I thank the hon. Gentleman for his intervention and I entirely agree with him. I would see the situation more as two hospitals coming together, but it is vital that the financial difficulties that UHNS is facing are sorted out. I particularly urge the Government to look at the private finance initiative cost, which is too great for that particular trust.

I am most grateful to the hon. Gentleman for giving way and I congratulate him on securing the debate. May I point something out for the record, so that when the Minister comes to reply he can, hopefully, give cast-iron assurances about the financial input that will be needed for this reconfiguration to take place, addressing the issue that UHNS has identified—that the additional expenditure needed for service configuration is in the order of £28 million or £29 million, whereas the trust special administrator has said that only £13 million would be needed? Also, the trust special administrator has proposed a cost improvement programme of 8.5%, whereas Monitor has said that anything above 4.5% is dangerous. We need a very clear, detailed calculation and input from the Government as to how these extra costs will be met, also taking on board the issue about PFI.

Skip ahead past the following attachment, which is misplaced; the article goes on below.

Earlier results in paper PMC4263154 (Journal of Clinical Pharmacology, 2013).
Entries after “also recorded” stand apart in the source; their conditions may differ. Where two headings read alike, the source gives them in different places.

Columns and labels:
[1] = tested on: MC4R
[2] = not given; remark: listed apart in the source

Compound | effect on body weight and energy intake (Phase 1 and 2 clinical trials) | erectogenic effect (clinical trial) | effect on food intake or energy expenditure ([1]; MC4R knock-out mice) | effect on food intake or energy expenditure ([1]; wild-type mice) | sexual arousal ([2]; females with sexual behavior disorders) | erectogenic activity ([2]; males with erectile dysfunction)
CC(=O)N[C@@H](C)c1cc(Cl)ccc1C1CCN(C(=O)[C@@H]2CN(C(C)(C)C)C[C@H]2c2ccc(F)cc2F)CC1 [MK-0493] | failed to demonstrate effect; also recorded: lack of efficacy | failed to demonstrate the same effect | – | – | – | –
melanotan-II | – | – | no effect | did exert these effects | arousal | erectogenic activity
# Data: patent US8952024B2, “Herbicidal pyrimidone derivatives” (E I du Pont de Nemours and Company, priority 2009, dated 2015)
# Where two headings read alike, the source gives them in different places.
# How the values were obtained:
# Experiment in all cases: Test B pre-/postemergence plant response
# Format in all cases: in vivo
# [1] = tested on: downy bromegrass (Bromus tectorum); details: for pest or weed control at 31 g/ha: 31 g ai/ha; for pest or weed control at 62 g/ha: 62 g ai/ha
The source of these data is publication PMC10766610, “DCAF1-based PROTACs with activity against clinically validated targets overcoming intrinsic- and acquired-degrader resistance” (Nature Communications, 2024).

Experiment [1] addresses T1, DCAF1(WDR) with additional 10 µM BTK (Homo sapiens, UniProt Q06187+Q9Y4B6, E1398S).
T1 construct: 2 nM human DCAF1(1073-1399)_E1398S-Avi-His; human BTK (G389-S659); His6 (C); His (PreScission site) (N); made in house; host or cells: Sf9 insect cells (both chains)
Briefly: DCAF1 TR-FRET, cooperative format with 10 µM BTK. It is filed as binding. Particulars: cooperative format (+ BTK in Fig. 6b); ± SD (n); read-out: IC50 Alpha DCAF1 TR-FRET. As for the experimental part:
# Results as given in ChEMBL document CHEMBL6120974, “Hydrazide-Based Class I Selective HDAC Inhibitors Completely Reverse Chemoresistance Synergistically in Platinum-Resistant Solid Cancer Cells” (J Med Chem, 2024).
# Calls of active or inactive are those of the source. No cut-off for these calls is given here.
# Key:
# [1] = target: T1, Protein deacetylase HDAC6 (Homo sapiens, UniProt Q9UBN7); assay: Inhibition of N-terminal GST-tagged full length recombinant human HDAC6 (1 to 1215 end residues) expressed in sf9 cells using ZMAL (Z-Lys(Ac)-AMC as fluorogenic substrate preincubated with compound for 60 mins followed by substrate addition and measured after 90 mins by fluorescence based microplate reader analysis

I thank the hon. Lady for her intervention and I entirely agree with that point. There is no point in Stafford’s merging with Stoke if the consequence is that we have a trust that will be financially failing in the future.

The administrators rightly place emphasis on the need for swift action, and I believe that the dissolution of MSFT in the autumn of this year should be possible—indeed, it should be possible even earlier. In fact, I would go further. MSFT has improved greatly in recent years following the huge failings brought to light through the vital work of Cure the NHS and documented in the Francis report. Its recently published hospital standardised mortality ratio figures were the best in the west midlands, but it is fragile and finds it difficult to recruit in some areas. We need the overall arrangements to take immediate effect, even in shadow form. In recent weeks I have detected less engagement than is necessary, because of the uncertainties of the administration process. That needs to stop.